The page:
Taking Down Robert E. Lee on a Horse Will Not Help Solve America’s Race Problem

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I hate to sound like a pessimist, but taking down statues that represent the Confederacy will do nothing to assuage America’s race problem. This is not to say that I believe that they should be kept erect; there are several reasons, which I’ll express, why they should be taken down; however, I am not sure taking them down will produce the desired outcome. Let’s talk about it.

Recently, I saw a Facebook post where a man erroneously tried to call out the hypocrisy of some Americans for wanting to take down Confederate statues by pointing out how the predominately black Detroit, Michigan sports a Black Power statue in the center of its downtown. To be clear, the statue in question is not a Black Power statue at all, but rather a replica of native Detroit boxing legend, Joe Louis’ fist, but that’s beside the point. After having read the post, though, and the undertone of “crybaby” that oozed from it, I could not help but question if pulling down the statues would do any good in moving the country passed its bloody roots.

To break it down, we must consider why we have statues at all. The short answer is for commemoration of some sort; typically, to show reverence to a person’s or event’s greatness. They are constant reminders of honor, virtue, achievement, and/or accomplishment. They help to ensure that the legacy of a person or an event continues to live on, despite death or ‘closure’. This is why statues of Confederate soldiers typically reflect a robust, valiant man, pointing forward or atop a horse, triumphant in all his glory; even if said soldier’s team did not win.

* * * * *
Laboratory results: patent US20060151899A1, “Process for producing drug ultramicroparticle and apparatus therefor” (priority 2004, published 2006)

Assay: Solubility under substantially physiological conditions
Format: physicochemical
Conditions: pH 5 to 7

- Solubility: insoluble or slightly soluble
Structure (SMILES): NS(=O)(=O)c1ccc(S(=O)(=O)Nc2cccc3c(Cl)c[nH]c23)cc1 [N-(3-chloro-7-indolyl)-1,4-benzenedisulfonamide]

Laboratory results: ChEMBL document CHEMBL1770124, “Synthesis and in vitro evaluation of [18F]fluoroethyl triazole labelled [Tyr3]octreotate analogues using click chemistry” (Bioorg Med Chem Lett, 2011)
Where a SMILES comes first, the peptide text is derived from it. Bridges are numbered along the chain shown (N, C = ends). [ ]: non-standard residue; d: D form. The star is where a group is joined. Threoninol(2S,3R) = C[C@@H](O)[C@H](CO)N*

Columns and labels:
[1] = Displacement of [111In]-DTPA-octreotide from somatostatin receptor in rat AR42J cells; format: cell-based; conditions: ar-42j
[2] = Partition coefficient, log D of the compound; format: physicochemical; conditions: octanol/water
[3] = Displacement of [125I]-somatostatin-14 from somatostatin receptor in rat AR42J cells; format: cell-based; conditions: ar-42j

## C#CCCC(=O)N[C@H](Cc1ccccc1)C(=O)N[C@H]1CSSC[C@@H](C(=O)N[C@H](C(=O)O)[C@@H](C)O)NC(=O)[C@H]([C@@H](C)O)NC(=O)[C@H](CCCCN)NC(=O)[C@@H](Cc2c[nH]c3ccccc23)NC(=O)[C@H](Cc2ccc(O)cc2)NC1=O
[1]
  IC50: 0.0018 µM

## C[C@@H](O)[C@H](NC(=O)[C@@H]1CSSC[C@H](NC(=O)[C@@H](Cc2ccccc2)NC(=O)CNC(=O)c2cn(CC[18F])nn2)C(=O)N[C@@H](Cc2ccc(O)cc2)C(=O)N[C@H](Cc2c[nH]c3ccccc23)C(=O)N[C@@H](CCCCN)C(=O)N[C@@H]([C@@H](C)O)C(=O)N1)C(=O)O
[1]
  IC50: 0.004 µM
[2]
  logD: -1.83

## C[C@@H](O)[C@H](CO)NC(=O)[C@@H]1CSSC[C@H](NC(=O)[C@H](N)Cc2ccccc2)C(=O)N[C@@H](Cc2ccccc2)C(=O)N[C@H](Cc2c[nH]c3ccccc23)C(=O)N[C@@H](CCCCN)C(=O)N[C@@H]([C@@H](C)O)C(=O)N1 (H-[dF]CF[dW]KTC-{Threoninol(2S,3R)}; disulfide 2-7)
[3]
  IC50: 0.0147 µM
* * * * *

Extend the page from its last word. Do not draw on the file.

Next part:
To Confederate supporters and sympathizers, however, winning is not the point. It seems that preserving the history and culture of that period is the focus and the reason why they demand that these statues remain erect. Even our president supported this stance with a tweet stating: “Sad to see the history and culture of our great country being ripped apart with the removal of our beautiful statues and monuments.”

But, as (relatively) aesthetically pleasing as they may be, these monuments still represent the side of the Civil War that wanted to preserve the institution of slavery. So naturally, considering the ugliness these statues intend to glorify, the most logical solution would be to remove them. To topple them over in hopes that their legacies fall by the wayside along with them. But, it’s just not that simple.

Let’s say we remove every statue commemorating the Confederacy from the Bayous of Louisiana to the Mississippi Delta. We hold rallies and toast to these graven images being pulled over by the very ropes that were used to murder the victims of bigotry. It would feel good. It would feel triumphant. It would be empowering. But, for how long? Again, I am not saying the statues should remain erect. They should be taken down. But, I believe we have many societal and interpersonal changes to make before this symbolic representation of progress has any have real meaning. If we are to tear down these symbols of (hate) culture, with it we must also tear down the ingrained legacy of bigotry and division that they symbolize. And that still feels so far away…

I support the removal of these statues, but it feels only as if we’re putting a Band Aid on a deep wound. We pick fights over the short term solutions and ignore the actual issue at hand: the painful history that festers beneath the surface, silently plaguing our institutions. Lets take down the monuments. But let’s also tend the wound so real healing can begin.